I have a long scar on my left leg that reminds me of my tenure at R. L. Hope. It starts just below the knee and peters out to mid-shin. On the playground was a huge wooden box that was used to store the tricycles for the kinder set. The box stood against a stone retaining wall that separated the playground from the adjoining property. Between the wall and the box, somebody had placed left over sections of the metal fence that enclosed the playground. The posts on the fence sections had triangular spikes sticking out, not really sure why that was necessary, but us kids used those spikes as footholds to climb up the fence sections to gain access to the top of the box. Then we'd jump down. And go back up. And jump down again. Up and down, over and over. What can I say? We were little squirts with lots of pent up energy and iPhones hadn't been invented yet. Anyway, one afternoon during recess, I was in the middle of this mindless loop when I accidentally dragged my leg up against one of those sharp spikes. It made a heck of a bloody mess, but it must have looked worse than it really was. I hobbled to the office where Miss Roberts, the assistant principal, who also doubled as the school nurse, cleaned me up, pasted a bandage on my leg and tersely told me to go back to class. Because I was expected to suck it up, nobody called my mother. Nobody removed the fencing, either, and I was soon climbing it again, obviously none the wiser. Can you see that happening in this day and age?
Judging from the Facebook posts, the most popular teacher at R. L. Hope was Mrs. Condrey. She taught third grade and was definitely my favorite teacher, with Miss McLaughlin, from fifth grade, a very close second. Miss McLaughlin's last name was awkward for her students to pronounce; even all these years later, it doesn't exactly roll off my adult tongue, so she was, and always will be, Miss McGlocklin.
Mrs. Condrey must have had a fine arts background, or maybe, like us, she just liked frequent breaks from math and spelling, because her classes enjoyed some really ambitious art projects. The biggest was making a life-sized papier mache animal. The year I was in her class, we constructed a lion. The custodian dragged a sawhorse into the classroom and one afternoon, decked out in cast-off men's dress shirts to protect our clothes, we lined up and one by one slapped dripping wet strips of newspaper soaked in flour paste on the sawhorse. Slowly, under our teacher's direction, the parts took shape until it looked like an ugly, bald cat. We painted it with bright orange and purple stripes and added a purple mane made of strips of crepe paper, with a crepe paper tuft at the end of the tail. It was a cross between a lion and a tiger (a liger?), but it was all lion as far as we were concerned. We named our creation Leo, and we even had a little song we made up to the tune of "Twinkle, Twinkle Little Star":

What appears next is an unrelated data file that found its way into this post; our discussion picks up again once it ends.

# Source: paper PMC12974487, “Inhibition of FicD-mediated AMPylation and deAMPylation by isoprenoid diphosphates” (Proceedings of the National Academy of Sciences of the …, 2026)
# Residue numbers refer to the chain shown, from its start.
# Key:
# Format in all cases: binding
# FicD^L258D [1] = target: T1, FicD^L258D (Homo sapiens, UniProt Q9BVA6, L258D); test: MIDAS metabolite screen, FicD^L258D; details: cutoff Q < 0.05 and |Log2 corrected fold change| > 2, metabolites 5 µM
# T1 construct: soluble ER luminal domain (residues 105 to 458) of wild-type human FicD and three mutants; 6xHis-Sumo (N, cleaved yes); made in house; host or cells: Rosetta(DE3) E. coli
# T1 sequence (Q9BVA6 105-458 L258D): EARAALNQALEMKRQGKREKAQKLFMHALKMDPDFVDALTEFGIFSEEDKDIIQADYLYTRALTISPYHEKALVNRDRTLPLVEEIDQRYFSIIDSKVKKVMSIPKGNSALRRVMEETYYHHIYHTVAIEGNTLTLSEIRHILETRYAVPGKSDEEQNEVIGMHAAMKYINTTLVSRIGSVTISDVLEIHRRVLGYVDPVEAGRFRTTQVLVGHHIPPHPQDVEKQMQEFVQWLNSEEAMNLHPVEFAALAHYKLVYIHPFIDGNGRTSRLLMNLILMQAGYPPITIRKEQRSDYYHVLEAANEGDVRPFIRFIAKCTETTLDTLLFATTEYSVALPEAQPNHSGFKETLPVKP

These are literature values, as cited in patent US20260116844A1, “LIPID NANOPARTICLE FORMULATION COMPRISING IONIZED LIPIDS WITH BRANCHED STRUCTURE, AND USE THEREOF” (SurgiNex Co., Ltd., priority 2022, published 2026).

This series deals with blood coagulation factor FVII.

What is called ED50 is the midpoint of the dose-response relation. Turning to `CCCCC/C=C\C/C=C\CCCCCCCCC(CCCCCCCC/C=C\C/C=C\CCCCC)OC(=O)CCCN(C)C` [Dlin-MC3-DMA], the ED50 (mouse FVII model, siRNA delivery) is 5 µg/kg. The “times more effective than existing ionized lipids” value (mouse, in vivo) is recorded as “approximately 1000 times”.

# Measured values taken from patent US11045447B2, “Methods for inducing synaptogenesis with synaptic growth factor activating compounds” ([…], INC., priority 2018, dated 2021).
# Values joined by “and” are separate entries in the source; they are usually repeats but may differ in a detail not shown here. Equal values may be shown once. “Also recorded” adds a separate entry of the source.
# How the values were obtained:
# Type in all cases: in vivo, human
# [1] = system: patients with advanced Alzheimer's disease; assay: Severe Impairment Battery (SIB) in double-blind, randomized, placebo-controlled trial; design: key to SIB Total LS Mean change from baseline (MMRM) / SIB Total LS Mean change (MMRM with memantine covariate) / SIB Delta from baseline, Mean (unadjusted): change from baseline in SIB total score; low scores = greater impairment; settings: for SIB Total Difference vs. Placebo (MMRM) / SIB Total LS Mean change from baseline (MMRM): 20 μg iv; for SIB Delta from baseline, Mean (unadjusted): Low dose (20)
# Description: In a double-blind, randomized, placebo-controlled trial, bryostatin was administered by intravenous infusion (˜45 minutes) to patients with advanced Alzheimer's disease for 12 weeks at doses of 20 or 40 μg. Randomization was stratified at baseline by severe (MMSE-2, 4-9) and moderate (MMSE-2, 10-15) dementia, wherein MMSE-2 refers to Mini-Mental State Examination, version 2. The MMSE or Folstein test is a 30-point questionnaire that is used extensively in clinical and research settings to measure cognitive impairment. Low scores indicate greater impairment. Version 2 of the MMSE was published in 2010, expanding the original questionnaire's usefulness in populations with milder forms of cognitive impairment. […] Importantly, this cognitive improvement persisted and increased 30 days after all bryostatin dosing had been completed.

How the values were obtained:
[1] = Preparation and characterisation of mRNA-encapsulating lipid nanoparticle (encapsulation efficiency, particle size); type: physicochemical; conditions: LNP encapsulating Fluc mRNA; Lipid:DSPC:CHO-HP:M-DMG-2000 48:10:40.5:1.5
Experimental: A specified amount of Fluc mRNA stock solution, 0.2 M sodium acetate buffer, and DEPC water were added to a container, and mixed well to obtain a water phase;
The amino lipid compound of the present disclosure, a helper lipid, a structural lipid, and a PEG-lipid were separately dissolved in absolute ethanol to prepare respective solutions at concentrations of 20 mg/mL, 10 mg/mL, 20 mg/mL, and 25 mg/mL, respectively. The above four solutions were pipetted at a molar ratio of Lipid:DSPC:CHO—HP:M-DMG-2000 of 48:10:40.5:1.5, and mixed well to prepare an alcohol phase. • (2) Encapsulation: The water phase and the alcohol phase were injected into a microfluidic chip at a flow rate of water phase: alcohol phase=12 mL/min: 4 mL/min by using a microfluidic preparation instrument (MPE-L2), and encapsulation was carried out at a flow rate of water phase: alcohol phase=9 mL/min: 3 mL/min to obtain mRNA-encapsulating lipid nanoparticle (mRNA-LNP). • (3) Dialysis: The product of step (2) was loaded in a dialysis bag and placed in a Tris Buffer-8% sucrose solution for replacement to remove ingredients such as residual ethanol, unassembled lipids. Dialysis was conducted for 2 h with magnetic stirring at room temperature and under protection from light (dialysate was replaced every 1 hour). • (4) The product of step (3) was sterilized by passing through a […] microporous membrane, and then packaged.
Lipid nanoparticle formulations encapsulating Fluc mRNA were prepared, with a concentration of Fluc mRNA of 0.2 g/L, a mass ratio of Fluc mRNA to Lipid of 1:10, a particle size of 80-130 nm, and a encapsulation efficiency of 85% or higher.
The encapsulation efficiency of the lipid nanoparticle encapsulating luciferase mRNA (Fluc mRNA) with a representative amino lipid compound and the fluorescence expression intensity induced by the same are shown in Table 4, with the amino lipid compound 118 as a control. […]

Leo, Leo are you there?
Under all that purple hair?
We love you and we think you're neat (sweet?),
And we're glad that you don't eat.
Leo, Leo standing there,
You don't even have a care.
Sadly, Mrs. Condrey's son was killed in Vietnam when I was in the fourth grade. I was sent to play with a classmate (who's pictured above, top row, third from left) while my parents attended the service. His body and those of his crew were never recovered.
A Big P. S.
Finally! Someone posted my first grade class on Facebook. There I am, top row, second from the left. My husband said I looked fat, but it was the petticoat under the dress. You can see my old-fashioned, but for that time cutting-edge, hearing aid sticking out of my left ear (see blog dated 02/15/2013).